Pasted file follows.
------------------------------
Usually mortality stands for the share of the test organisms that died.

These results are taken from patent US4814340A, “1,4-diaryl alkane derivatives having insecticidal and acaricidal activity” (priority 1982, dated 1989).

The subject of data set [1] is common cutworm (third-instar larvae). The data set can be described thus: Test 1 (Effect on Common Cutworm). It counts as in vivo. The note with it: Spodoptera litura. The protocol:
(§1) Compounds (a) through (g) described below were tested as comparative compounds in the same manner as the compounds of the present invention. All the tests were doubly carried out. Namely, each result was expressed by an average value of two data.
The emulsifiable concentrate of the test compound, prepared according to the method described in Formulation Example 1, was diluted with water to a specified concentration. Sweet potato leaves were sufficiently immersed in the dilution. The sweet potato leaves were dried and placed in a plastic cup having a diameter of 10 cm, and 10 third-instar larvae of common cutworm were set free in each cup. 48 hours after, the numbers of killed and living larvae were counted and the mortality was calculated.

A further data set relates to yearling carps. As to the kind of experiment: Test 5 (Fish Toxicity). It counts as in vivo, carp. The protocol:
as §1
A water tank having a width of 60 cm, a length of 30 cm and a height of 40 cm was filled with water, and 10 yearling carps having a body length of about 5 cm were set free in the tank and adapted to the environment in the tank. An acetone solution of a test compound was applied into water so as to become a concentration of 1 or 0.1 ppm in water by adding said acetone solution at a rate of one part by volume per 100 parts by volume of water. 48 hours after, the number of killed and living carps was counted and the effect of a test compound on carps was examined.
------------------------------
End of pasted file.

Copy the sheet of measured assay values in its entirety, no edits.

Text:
Usually mortality stands for the share of the test organisms that died.

These results are taken from patent US4814340A, “1,4-diaryl alkane derivatives having insecticidal and acaricidal activity” (priority 1982, dated 1989).

The subject of data set [1] is common cutworm (third-instar larvae). The data set can be described thus: Test 1 (Effect on Common Cutworm). It counts as in vivo. The note with it: Spodoptera litura. The protocol:
(§1) Compounds (a) through (g) described below were tested as comparative compounds in the same manner as the compounds of the present invention. All the tests were doubly carried out. Namely, each result was expressed by an average value of two data.
The emulsifiable concentrate of the test compound, prepared according to the method described in Formulation Example 1, was diluted with water to a specified concentration. Sweet potato leaves were sufficiently immersed in the dilution. The sweet potato leaves were dried and placed in a plastic cup having a diameter of 10 cm, and 10 third-instar larvae of common cutworm were set free in each cup. 48 hours after, the numbers of killed and living larvae were counted and the mortality was calculated.

A further data set relates to yearling carps. As to the kind of experiment: Test 5 (Fish Toxicity). It counts as in vivo, carp. The protocol:
as §1
A water tank having a width of 60 cm, a length of 30 cm and a height of 40 cm was filled with water, and 10 yearling carps having a body length of about 5 cm were set free in the tank and adapted to the environment in the tank. An acetone solution of a test compound was applied into water so as to become a concentration of 1 or 0.1 ppm in water by adding said acetone solution at a rate of one part by volume per 100 parts by volume of water. 48 hours after, the number of killed and living carps was counted and the effect of a test compound on carps was examined.